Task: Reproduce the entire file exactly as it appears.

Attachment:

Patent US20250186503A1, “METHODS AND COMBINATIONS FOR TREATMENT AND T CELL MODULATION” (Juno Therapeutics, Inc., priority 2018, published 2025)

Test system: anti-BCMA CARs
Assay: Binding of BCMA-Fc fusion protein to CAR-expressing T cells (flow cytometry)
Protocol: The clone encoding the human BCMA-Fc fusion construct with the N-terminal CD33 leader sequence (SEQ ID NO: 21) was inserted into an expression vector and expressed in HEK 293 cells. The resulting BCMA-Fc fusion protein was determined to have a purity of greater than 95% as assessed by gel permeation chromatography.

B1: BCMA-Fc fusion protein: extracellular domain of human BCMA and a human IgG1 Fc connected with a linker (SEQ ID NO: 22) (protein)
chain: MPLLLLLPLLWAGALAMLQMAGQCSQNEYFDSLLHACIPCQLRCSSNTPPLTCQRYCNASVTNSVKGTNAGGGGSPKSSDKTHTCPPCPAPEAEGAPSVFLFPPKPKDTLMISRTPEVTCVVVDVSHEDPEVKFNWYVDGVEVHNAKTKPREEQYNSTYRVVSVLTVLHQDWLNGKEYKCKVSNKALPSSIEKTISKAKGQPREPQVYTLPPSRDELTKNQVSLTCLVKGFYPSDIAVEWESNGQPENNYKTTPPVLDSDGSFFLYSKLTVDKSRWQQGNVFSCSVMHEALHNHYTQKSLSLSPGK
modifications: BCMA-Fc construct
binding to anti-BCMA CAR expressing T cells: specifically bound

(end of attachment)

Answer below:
Patent US20250186503A1, “METHODS AND COMBINATIONS FOR TREATMENT AND T CELL MODULATION” (Juno Therapeutics, Inc., priority 2018, published 2025)

Test system: anti-BCMA CARs
Assay: Binding of BCMA-Fc fusion protein to CAR-expressing T cells (flow cytometry)
Protocol: The clone encoding the human BCMA-Fc fusion construct with the N-terminal CD33 leader sequence (SEQ ID NO: 21) was inserted into an expression vector and expressed in HEK 293 cells. The resulting BCMA-Fc fusion protein was determined to have a purity of greater than 95% as assessed by gel permeation chromatography.

B1: BCMA-Fc fusion protein: extracellular domain of human BCMA and a human IgG1 Fc connected with a linker (SEQ ID NO: 22) (protein)
chain: MPLLLLLPLLWAGALAMLQMAGQCSQNEYFDSLLHACIPCQLRCSSNTPPLTCQRYCNASVTNSVKGTNAGGGGSPKSSDKTHTCPPCPAPEAEGAPSVFLFPPKPKDTLMISRTPEVTCVVVDVSHEDPEVKFNWYVDGVEVHNAKTKPREEQYNSTYRVVSVLTVLHQDWLNGKEYKCKVSNKALPSSIEKTISKAKGQPREPQVYTLPPSRDELTKNQVSLTCLVKGFYPSDIAVEWESNGQPENNYKTTPPVLDSDGSFFLYSKLTVDKSRWQQGNVFSCSVMHEALHNHYTQKSLSLSPGK
modifications: BCMA-Fc construct
binding to anti-BCMA CAR expressing T cells: specifically bound